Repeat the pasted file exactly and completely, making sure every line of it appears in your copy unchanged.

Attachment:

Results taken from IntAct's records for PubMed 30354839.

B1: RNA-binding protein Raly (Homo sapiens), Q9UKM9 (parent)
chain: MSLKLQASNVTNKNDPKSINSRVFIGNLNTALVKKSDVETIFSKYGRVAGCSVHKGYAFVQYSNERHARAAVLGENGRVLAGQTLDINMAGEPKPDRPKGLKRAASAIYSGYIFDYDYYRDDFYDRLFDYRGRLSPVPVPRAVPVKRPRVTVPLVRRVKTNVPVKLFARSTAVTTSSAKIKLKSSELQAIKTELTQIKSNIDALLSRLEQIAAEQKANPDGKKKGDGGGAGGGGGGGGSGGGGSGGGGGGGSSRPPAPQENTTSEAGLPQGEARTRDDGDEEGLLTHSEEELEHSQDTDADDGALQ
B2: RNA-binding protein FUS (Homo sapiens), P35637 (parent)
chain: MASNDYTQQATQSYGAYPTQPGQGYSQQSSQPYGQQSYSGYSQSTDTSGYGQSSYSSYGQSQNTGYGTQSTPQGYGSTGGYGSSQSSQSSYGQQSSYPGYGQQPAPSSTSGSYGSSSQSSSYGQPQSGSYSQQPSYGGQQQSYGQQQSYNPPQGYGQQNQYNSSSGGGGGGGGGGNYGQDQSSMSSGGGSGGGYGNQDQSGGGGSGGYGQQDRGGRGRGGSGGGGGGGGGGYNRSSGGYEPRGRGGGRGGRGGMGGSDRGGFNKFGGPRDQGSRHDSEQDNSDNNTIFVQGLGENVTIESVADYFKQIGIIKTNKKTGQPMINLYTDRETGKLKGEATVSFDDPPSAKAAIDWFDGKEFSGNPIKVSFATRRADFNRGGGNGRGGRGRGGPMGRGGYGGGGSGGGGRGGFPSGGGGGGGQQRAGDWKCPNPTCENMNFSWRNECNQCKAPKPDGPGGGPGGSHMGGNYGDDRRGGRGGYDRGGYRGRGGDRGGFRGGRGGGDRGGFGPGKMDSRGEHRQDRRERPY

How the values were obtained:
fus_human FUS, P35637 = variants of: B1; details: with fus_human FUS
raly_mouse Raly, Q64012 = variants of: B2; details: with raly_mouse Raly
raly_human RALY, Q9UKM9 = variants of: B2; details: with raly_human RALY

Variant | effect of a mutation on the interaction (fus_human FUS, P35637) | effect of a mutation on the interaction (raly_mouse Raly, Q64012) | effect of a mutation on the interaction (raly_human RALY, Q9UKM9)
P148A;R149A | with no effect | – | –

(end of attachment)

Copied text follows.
Results taken from IntAct's records for PubMed 30354839.

B1: RNA-binding protein Raly (Homo sapiens), Q9UKM9 (parent)
chain: MSLKLQASNVTNKNDPKSINSRVFIGNLNTALVKKSDVETIFSKYGRVAGCSVHKGYAFVQYSNERHARAAVLGENGRVLAGQTLDINMAGEPKPDRPKGLKRAASAIYSGYIFDYDYYRDDFYDRLFDYRGRLSPVPVPRAVPVKRPRVTVPLVRRVKTNVPVKLFARSTAVTTSSAKIKLKSSELQAIKTELTQIKSNIDALLSRLEQIAAEQKANPDGKKKGDGGGAGGGGGGGGSGGGGSGGGGGGGSSRPPAPQENTTSEAGLPQGEARTRDDGDEEGLLTHSEEELEHSQDTDADDGALQ
B2: RNA-binding protein FUS (Homo sapiens), P35637 (parent)
chain: MASNDYTQQATQSYGAYPTQPGQGYSQQSSQPYGQQSYSGYSQSTDTSGYGQSSYSSYGQSQNTGYGTQSTPQGYGSTGGYGSSQSSQSSYGQQSSYPGYGQQPAPSSTSGSYGSSSQSSSYGQPQSGSYSQQPSYGGQQQSYGQQQSYNPPQGYGQQNQYNSSSGGGGGGGGGGNYGQDQSSMSSGGGSGGGYGNQDQSGGGGSGGYGQQDRGGRGRGGSGGGGGGGGGGYNRSSGGYEPRGRGGGRGGRGGMGGSDRGGFNKFGGPRDQGSRHDSEQDNSDNNTIFVQGLGENVTIESVADYFKQIGIIKTNKKTGQPMINLYTDRETGKLKGEATVSFDDPPSAKAAIDWFDGKEFSGNPIKVSFATRRADFNRGGGNGRGGRGRGGPMGRGGYGGGGSGGGGRGGFPSGGGGGGGQQRAGDWKCPNPTCENMNFSWRNECNQCKAPKPDGPGGGPGGSHMGGNYGDDRRGGRGGYDRGGYRGRGGDRGGFRGGRGGGDRGGFGPGKMDSRGEHRQDRRERPY

How the values were obtained:
fus_human FUS, P35637 = variants of: B1; details: with fus_human FUS
raly_mouse Raly, Q64012 = variants of: B2; details: with raly_mouse Raly
raly_human RALY, Q9UKM9 = variants of: B2; details: with raly_human RALY

Variant | effect of a mutation on the interaction (fus_human FUS, P35637) | effect of a mutation on the interaction (raly_mouse Raly, Q64012) | effect of a mutation on the interaction (raly_human RALY, Q9UKM9)
P148A;R149A | with no effect | – | –